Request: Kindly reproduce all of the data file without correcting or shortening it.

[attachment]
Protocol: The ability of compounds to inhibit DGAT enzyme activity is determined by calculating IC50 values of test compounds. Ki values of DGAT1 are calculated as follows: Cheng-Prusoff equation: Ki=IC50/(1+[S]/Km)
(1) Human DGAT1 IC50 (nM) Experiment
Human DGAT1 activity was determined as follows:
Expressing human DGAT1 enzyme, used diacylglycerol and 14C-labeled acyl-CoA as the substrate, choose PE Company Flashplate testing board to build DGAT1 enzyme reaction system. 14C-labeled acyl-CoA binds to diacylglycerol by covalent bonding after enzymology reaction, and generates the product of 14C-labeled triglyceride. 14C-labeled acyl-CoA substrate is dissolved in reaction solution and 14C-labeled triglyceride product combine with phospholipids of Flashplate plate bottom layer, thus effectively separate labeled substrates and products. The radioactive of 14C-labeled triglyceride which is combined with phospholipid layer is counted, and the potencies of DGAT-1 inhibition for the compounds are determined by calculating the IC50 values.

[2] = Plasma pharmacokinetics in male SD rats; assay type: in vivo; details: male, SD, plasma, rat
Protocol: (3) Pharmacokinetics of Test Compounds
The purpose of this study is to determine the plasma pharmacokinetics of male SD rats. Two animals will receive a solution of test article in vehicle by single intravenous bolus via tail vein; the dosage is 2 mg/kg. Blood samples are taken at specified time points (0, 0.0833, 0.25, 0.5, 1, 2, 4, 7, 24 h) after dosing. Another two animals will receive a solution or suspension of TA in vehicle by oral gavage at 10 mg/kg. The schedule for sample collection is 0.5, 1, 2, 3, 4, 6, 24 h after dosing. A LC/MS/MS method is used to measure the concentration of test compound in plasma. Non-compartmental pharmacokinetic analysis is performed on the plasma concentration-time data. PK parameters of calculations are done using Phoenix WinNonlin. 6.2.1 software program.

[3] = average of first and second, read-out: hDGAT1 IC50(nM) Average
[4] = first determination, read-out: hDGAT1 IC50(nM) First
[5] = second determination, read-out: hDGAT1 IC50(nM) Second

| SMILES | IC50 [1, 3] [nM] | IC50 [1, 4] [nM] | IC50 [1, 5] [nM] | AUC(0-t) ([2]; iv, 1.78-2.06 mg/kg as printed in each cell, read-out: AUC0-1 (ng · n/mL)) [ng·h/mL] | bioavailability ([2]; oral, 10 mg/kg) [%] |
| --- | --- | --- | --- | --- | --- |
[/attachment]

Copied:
Protocol: The ability of compounds to inhibit DGAT enzyme activity is determined by calculating IC50 values of test compounds. Ki values of DGAT1 are calculated as follows: Cheng-Prusoff equation: Ki=IC50/(1+[S]/Km)
(1) Human DGAT1 IC50 (nM) Experiment
Human DGAT1 activity was determined as follows:
Expressing human DGAT1 enzyme, used diacylglycerol and 14C-labeled acyl-CoA as the substrate, choose PE Company Flashplate testing board to build DGAT1 enzyme reaction system. 14C-labeled acyl-CoA binds to diacylglycerol by covalent bonding after enzymology reaction, and generates the product of 14C-labeled triglyceride. 14C-labeled acyl-CoA substrate is dissolved in reaction solution and 14C-labeled triglyceride product combine with phospholipids of Flashplate plate bottom layer, thus effectively separate labeled substrates and products. The radioactive of 14C-labeled triglyceride which is combined with phospholipid layer is counted, and the potencies of DGAT-1 inhibition for the compounds are determined by calculating the IC50 values.

[2] = Plasma pharmacokinetics in male SD rats; assay type: in vivo; details: male, SD, plasma, rat
Protocol: (3) Pharmacokinetics of Test Compounds
The purpose of this study is to determine the plasma pharmacokinetics of male SD rats. Two animals will receive a solution of test article in vehicle by single intravenous bolus via tail vein; the dosage is 2 mg/kg. Blood samples are taken at specified time points (0, 0.0833, 0.25, 0.5, 1, 2, 4, 7, 24 h) after dosing. Another two animals will receive a solution or suspension of TA in vehicle by oral gavage at 10 mg/kg. The schedule for sample collection is 0.5, 1, 2, 3, 4, 6, 24 h after dosing. A LC/MS/MS method is used to measure the concentration of test compound in plasma. Non-compartmental pharmacokinetic analysis is performed on the plasma concentration-time data. PK parameters of calculations are done using Phoenix WinNonlin. 6.2.1 software program.

[3] = average of first and second, read-out: hDGAT1 IC50(nM) Average
[4] = first determination, read-out: hDGAT1 IC50(nM) First
[5] = second determination, read-out: hDGAT1 IC50(nM) Second

| SMILES | IC50 [1, 3] [nM] | IC50 [1, 4] [nM] | IC50 [1, 5] [nM] | AUC(0-t) ([2]; iv, 1.78-2.06 mg/kg as printed in each cell, read-out: AUC0-1 (ng · n/mL)) [ng·h/mL] | bioavailability ([2]; oral, 10 mg/kg) [%] |
| --- | --- | --- | --- | --- | --- |